Tackling Non-revenue water

21-Dec-2022 12:50:16

leaky pipeProviding clean and safe drinking water day in, day out isn’t as easy as it sounds. To get the tap water you really want – clean, safe, and drinkable – there’s an entire chain of drinking water and wastewater treatment processes behind. And that has its price. Complex plants and pipe networks need to be built, operated, and maintained to provide a reliable municipal water supply. And the high investment, operational, and lifecycle costs are the reason why every drop is valuable. Treated water that is lost within the system and can’t be billed – non-revenue water (NRW) – is therefore an economical issue for water utilities and has to be minimized as fast as possible. The clock is ticking. And not just because of the financial loss but also because of potential ecological and humanitarian reasons.

Clean water is not a given

In developing countries, you know what it’s like not having any or enough running water or to get water that smells and tastes bad and causes health problems. In developed countries, you just open the tab, and the water is there. Clean, safe, and as much as you need. But sufficient rain, groundwater, rivers, and lakes are not enough to make this happen. It takes more for clean and safe water on a constant quality level for millions of people: State-of-the-art drinking water and wastewater treatment has to purify the water from dirt particles, contaminants, microorganisms etc. A growing water pollution due to overfertilization, chemicals from industrial and agricultural processes, contaminated extinguishing water, medications that are flushed down the toilette, and much more are serious risks for the water quality and safety.

Expensive technologies and plants are used to produce water that can be used without a second thought. And complex pipe networks distribute this water to every household in the area. But whether it’s the plants or the pipes, they don’t run, check, and fix themselves. At least not yet. Experts and technicians are needed for daily operations, monitoring, and maintenance. All of this affords money from building the plants to operating, maintaining, and modernizing them. And that’s what makes water a commodity that you don’t want to vanish into thin air. Just like beverage producers wouldn’t want some of their unpaid bottled water going missing from their delivery trucks for unknown reasons and never to be seen again.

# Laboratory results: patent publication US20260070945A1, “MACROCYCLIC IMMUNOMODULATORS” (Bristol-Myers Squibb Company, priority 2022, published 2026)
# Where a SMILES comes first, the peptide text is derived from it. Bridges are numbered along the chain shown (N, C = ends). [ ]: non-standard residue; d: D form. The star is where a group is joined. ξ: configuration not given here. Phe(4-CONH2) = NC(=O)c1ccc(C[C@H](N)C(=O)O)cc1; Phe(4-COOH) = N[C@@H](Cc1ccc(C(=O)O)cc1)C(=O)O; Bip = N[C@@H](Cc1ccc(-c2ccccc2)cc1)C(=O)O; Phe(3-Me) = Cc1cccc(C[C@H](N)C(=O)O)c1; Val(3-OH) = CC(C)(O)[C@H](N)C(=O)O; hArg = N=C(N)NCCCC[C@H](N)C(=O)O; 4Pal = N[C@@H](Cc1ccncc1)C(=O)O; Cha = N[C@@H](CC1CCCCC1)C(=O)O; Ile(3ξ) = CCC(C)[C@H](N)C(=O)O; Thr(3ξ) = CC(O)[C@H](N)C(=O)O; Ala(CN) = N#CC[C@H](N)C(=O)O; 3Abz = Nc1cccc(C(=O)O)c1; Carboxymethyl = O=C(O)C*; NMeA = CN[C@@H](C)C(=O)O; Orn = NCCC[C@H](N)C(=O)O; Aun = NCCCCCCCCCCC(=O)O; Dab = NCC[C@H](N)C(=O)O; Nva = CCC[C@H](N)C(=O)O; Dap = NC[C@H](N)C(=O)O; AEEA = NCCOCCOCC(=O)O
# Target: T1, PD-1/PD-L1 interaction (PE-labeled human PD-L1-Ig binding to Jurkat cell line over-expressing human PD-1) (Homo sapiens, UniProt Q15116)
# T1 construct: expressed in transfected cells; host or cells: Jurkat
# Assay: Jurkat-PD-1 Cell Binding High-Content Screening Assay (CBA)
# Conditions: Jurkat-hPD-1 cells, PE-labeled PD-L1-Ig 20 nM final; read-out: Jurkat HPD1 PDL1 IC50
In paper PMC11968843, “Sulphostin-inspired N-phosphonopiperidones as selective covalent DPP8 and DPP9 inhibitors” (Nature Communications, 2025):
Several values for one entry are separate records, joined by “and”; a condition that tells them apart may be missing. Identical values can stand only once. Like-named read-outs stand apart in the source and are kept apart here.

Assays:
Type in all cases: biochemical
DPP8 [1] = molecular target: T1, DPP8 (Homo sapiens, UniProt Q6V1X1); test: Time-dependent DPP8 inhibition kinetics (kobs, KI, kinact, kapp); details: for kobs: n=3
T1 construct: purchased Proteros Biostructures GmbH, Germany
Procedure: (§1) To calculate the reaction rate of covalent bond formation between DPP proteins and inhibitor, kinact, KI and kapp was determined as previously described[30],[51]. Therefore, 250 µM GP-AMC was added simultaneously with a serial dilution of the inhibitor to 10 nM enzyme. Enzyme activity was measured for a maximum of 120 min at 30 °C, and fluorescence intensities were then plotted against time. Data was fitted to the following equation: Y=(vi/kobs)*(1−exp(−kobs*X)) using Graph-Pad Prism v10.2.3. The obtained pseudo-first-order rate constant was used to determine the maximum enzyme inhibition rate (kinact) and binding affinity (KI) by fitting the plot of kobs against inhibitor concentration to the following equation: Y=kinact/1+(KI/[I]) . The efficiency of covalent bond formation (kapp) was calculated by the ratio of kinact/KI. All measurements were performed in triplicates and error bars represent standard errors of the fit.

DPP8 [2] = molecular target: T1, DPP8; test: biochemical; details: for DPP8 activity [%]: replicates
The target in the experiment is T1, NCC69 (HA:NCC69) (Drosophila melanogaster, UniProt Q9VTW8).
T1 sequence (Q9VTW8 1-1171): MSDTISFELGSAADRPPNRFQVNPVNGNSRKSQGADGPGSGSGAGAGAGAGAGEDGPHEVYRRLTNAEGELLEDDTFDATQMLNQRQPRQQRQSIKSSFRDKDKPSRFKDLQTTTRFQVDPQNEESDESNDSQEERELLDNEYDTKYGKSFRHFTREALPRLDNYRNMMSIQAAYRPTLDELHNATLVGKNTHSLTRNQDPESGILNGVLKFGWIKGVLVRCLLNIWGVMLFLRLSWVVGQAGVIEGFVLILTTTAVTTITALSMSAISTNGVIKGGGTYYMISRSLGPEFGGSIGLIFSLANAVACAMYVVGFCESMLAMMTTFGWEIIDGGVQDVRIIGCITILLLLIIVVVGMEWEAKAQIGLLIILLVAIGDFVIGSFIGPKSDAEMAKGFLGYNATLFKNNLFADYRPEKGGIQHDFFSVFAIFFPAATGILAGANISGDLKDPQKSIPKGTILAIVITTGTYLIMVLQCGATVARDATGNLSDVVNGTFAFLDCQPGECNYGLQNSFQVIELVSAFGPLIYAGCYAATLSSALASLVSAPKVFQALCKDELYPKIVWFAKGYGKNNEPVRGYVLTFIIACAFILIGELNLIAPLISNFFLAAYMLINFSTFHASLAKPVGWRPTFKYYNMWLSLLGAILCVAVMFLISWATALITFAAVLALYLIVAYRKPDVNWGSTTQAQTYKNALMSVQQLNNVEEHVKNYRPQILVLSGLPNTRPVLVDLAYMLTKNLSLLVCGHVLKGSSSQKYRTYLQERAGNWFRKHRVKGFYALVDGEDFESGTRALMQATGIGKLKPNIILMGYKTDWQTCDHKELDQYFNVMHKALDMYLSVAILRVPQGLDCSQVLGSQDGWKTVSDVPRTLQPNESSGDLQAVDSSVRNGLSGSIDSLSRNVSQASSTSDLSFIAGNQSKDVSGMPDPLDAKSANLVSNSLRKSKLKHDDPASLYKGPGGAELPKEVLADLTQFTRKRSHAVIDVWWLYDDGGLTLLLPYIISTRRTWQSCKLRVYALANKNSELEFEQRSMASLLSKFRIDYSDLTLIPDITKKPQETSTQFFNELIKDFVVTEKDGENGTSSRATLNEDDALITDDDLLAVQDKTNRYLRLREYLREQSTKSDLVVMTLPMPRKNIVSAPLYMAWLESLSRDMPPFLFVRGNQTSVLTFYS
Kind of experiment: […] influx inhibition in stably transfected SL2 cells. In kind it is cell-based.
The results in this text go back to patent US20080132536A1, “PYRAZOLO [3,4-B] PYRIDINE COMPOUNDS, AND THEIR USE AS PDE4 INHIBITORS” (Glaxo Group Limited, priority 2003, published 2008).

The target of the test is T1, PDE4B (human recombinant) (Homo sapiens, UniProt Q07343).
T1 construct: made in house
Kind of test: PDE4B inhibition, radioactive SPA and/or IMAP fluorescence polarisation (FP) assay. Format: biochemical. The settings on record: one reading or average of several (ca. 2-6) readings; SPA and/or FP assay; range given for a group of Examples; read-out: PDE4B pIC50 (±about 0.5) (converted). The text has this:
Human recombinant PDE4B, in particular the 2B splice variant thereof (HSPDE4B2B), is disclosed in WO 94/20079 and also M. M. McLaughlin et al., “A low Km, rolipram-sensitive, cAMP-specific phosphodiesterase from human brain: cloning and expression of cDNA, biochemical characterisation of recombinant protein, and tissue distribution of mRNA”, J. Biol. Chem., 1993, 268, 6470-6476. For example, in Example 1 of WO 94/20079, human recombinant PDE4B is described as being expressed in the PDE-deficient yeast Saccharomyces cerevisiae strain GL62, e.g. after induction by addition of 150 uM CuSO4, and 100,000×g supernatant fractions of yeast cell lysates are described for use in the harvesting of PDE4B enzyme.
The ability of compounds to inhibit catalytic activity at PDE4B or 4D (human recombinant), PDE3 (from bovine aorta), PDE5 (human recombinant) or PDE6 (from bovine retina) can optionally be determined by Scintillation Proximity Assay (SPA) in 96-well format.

What is meant by non-revenue water?

Non-revenue water (NRW) is water that got treated and pumped into the water distribution system but that either doesn't even make it to consumers’ taps and/or nobody can be charged for. Even if it’s not a big amount that goes missing at once, drop by drop day after day the water loss will add up to a significant loss. According to Interreg CENTRAL EUROPE the loss of distributed water can range up to 70% in urban areas – and the percentage of all lost distributed water globally is estimated at 25 to 50%. A study from International Water Association (IWA) estimates the global volume of NRW at 126 billion m3/year with 346 million m3/day. 

That’s a lot of water that doesn’t generate revenue for the water utility but did cost money to being produced. The water loss also leads to higher energy and treatment costs because utilities need to clean, treat, and pump more water into the system to meet the consumers’ need. And besides being an economical problem, non-revenue water is also a waste of a valuable resource. With increasing temperatures, extended periods of drought, and diminishing water levels of reservoirs due to climate change, non-revenue water becomes a serious challenge for all – from utilities and consumers to agriculture, almost all industries as well as cities, municipalities, and communities.